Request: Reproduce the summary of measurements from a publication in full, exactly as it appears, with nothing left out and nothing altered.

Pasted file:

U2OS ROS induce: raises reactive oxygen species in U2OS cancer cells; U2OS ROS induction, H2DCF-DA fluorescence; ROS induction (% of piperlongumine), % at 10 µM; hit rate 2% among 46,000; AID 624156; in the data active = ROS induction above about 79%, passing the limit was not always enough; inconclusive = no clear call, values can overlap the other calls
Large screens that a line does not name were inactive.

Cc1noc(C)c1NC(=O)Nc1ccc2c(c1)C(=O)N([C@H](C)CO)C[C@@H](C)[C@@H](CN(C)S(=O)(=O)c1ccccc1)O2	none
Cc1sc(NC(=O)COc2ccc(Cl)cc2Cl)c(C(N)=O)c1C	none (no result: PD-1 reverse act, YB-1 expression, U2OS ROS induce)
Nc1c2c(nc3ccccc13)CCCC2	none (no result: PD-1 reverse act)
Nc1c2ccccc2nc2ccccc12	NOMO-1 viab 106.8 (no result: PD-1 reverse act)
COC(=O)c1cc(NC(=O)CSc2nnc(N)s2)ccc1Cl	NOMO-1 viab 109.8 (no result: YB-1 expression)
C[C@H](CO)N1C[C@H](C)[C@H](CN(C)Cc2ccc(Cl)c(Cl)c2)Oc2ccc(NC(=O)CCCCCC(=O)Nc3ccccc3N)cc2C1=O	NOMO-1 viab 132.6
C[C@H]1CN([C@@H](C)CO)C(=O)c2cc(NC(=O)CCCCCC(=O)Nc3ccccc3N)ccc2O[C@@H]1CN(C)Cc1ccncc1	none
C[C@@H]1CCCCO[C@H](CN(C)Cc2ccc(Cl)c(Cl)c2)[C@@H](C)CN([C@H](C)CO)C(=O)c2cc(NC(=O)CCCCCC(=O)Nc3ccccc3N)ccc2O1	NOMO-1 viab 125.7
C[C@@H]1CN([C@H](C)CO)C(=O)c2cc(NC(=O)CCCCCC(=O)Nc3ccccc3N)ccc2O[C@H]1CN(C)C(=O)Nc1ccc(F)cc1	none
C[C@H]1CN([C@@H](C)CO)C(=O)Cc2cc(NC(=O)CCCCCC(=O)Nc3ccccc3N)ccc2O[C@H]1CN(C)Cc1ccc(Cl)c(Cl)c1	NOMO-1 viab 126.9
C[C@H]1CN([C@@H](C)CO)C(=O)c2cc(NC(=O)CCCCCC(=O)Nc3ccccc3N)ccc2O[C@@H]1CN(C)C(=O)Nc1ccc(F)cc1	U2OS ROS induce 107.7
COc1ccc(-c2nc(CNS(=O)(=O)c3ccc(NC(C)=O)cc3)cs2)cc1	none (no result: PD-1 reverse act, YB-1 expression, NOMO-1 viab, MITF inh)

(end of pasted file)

U2OS ROS induce: raises reactive oxygen species in U2OS cancer cells; U2OS ROS induction, H2DCF-DA fluorescence; ROS induction (% of piperlongumine), % at 10 µM; hit rate 2% among 46,000; AID 624156; in the data active = ROS induction above about 79%, passing the limit was not always enough; inconclusive = no clear call, values can overlap the other calls
Large screens that a line does not name were inactive.

Cc1noc(C)c1NC(=O)Nc1ccc2c(c1)C(=O)N([C@H](C)CO)C[C@@H](C)[C@@H](CN(C)S(=O)(=O)c1ccccc1)O2	none
Cc1sc(NC(=O)COc2ccc(Cl)cc2Cl)c(C(N)=O)c1C	none (no result: PD-1 reverse act, YB-1 expression, U2OS ROS induce)
Nc1c2c(nc3ccccc13)CCCC2	none (no result: PD-1 reverse act)
Nc1c2ccccc2nc2ccccc12	NOMO-1 viab 106.8 (no result: PD-1 reverse act)
COC(=O)c1cc(NC(=O)CSc2nnc(N)s2)ccc1Cl	NOMO-1 viab 109.8 (no result: YB-1 expression)
C[C@H](CO)N1C[C@H](C)[C@H](CN(C)Cc2ccc(Cl)c(Cl)c2)Oc2ccc(NC(=O)CCCCCC(=O)Nc3ccccc3N)cc2C1=O	NOMO-1 viab 132.6
C[C@H]1CN([C@@H](C)CO)C(=O)c2cc(NC(=O)CCCCCC(=O)Nc3ccccc3N)ccc2O[C@@H]1CN(C)Cc1ccncc1	none
C[C@@H]1CCCCO[C@H](CN(C)Cc2ccc(Cl)c(Cl)c2)[C@@H](C)CN([C@H](C)CO)C(=O)c2cc(NC(=O)CCCCCC(=O)Nc3ccccc3N)ccc2O1	NOMO-1 viab 125.7
C[C@@H]1CN([C@H](C)CO)C(=O)c2cc(NC(=O)CCCCCC(=O)Nc3ccccc3N)ccc2O[C@H]1CN(C)C(=O)Nc1ccc(F)cc1	none
C[C@H]1CN([C@@H](C)CO)C(=O)Cc2cc(NC(=O)CCCCCC(=O)Nc3ccccc3N)ccc2O[C@H]1CN(C)Cc1ccc(Cl)c(Cl)c1	NOMO-1 viab 126.9
C[C@H]1CN([C@@H](C)CO)C(=O)c2cc(NC(=O)CCCCCC(=O)Nc3ccccc3N)ccc2O[C@@H]1CN(C)C(=O)Nc1ccc(F)cc1	U2OS ROS induce 107.7
COc1ccc(-c2nc(CNS(=O)(=O)c3ccc(NC(C)=O)cc3)cs2)cc1	none (no result: PD-1 reverse act, YB-1 expression, NOMO-1 viab, MITF inh)